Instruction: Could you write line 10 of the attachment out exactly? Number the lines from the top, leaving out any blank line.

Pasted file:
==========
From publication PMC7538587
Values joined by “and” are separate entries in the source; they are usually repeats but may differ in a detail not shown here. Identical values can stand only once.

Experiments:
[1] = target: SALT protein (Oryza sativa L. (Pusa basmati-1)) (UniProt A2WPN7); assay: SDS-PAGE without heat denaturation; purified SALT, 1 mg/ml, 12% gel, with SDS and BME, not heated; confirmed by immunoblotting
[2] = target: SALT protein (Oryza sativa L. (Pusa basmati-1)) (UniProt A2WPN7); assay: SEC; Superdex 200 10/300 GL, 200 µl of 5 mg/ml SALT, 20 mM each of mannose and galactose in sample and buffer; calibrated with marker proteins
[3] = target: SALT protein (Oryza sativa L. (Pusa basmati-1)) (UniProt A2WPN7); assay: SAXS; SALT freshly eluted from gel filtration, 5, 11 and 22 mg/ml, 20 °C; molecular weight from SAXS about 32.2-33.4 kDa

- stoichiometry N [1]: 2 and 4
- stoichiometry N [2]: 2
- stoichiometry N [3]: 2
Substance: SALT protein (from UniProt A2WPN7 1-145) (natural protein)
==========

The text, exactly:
Substance: SALT protein (from UniProt A2WPN7 1-145) (natural protein)